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No, Carl Trueman Is Not Part of the "New Right"
The church’s faithful shepherds have become the pariahs in this strange new world.
Current debates over the New Right require more than a thorough understanding of our own side as a source for rebuttal—they require us to have a meaningful definition of who actually counts as ‘New Right.’ Casting too wide a net in this definition presents two major problems: an inability to distinguish between mainstream and extreme conservative philosophy, and further fracturing within the movement as legitimate conservative voices inevitably become targets of friendly (or not-so-friendly) fire.
David French’s recent treatment of Dr. Carl Trueman is a perfect example. Trueman, a pastor, intellectual historian, and author of The Rise and Triumph of the Modern Self: Cultural Amnesia, Expressive Individualism, and the Road to Sexual Revolution, became the latest target in New York Times columnist David French’s rhetorical polemics against the New Right. In a recent taping of The Dispatch’s Advisory Opinions podcast, French smeared Trueman as “broadly find[ing] himself on the New Right,” as well as “scorn[ing] people in the Christian conservative world who seek to protect the civil liberties of LGBT folks.”
French went on to provide a whopping list of zero examples of how Trueman is actually connected to the New Right in any meaningful way. “I'm very fascinated to find myself on the New Right, although I can't imagine they're too pleased about the company," mused Trueman in response, and he's not wrong—he's debated postliberal intelligentsia such as Patrick Deneen and publicly defended French against noted New Righter Sohrab Ahmari. The New Right can hardly be happy about the latest addition to their club, even were Trueman to be in ideological lockstep.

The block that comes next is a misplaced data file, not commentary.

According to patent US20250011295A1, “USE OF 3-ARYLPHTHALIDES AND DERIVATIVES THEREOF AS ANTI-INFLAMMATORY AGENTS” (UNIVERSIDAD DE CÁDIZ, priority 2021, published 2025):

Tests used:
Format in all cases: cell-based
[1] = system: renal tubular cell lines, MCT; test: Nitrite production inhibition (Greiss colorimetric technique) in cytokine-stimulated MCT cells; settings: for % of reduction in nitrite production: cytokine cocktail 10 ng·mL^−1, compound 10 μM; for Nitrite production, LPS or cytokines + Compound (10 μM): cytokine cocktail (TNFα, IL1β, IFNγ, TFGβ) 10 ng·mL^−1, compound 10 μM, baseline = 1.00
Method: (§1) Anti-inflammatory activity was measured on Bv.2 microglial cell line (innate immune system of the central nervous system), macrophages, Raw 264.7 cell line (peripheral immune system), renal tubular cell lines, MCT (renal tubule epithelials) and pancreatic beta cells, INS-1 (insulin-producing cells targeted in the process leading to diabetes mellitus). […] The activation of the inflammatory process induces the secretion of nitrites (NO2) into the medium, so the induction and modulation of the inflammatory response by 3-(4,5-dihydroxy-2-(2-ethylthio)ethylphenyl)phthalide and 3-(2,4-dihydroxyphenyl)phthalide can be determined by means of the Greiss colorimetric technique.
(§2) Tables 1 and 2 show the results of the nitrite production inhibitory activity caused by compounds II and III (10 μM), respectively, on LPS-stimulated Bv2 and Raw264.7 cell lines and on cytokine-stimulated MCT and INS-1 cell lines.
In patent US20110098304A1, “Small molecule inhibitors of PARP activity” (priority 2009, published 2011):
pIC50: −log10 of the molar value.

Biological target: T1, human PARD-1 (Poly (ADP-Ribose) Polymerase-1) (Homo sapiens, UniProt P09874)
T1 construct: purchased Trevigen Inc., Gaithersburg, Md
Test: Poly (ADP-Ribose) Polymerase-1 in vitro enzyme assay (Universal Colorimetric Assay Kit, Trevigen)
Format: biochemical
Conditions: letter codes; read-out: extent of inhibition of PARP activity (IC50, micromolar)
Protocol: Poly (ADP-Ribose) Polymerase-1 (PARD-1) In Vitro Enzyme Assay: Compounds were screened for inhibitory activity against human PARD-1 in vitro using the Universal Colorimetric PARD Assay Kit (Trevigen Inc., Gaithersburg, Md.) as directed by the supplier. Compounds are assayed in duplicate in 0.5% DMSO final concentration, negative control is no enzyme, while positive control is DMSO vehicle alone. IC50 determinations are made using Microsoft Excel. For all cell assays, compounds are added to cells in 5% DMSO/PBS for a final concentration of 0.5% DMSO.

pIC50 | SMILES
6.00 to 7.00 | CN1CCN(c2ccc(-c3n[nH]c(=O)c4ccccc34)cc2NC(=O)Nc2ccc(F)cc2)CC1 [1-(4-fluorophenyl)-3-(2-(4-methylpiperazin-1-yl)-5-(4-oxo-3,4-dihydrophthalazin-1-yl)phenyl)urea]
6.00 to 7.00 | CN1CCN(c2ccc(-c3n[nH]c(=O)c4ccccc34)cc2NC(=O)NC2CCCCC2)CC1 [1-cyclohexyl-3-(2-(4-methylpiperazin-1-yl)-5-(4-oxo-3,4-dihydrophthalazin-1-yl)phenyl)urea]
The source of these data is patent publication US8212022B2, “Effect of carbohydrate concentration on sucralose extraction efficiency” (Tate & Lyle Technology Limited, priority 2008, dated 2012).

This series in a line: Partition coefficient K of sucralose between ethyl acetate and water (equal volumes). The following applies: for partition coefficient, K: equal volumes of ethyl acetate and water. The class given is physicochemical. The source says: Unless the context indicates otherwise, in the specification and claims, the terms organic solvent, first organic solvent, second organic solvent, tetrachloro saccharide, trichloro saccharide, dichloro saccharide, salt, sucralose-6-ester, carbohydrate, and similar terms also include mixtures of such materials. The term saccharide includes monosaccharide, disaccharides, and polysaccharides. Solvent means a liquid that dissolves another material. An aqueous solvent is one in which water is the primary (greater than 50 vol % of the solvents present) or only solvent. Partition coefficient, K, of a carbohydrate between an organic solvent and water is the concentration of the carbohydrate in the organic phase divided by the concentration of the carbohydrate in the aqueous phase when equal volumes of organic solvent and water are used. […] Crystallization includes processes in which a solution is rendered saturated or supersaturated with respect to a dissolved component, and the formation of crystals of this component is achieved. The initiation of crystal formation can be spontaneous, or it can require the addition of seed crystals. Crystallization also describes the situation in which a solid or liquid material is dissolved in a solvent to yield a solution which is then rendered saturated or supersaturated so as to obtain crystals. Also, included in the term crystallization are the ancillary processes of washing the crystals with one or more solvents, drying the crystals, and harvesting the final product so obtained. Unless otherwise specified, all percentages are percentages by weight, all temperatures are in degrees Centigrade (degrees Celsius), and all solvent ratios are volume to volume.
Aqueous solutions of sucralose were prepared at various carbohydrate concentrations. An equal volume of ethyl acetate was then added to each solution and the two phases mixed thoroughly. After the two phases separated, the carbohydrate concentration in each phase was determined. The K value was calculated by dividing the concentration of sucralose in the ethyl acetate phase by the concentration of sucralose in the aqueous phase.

But the problem remains: he’s not. Carl Trueman is not now, and has never been part of the New Right. In a world nursing a seemingly perennial obsession with either twisting the past or idolizing the new, he's committed a far greater political sin—defending Christian orthodoxy in the face of a nakedly partisan age bookended by a blatantly anti-constitutional desire for state power on the far right and a truly pernicious capitulation to the reality-defying identity politics of the far left. Such is not an environment in which church or Gospel can long endure without faithful shepherds—shepherds who view their primary vocation as spiritual, not political, and as such do not fit into neat political categories.
Perhaps it should come as no surprise that such shepherds take flack from the political realm, and it certainly indicates no dereliction of duty. On the contrary, sadly, it means many, including some who claim the mantle of Christian, have come to view advocating for both unapologetic truth and gentleness of spirit as somehow out of line with the task of the Christian in the modern age. Defending such orthodoxy is the dereliction of duty, and the church’s faithful shepherds have themselves become the pariahs in this strange new world.
Isaac Willour is an undergraduate student at Grove City College, where he studies Political Science and Government. He has contributed to the Acton Institute, and his words can be found in many places, including The Dispatch, National Review, and the Wall Street Journal. @IsaacWillour
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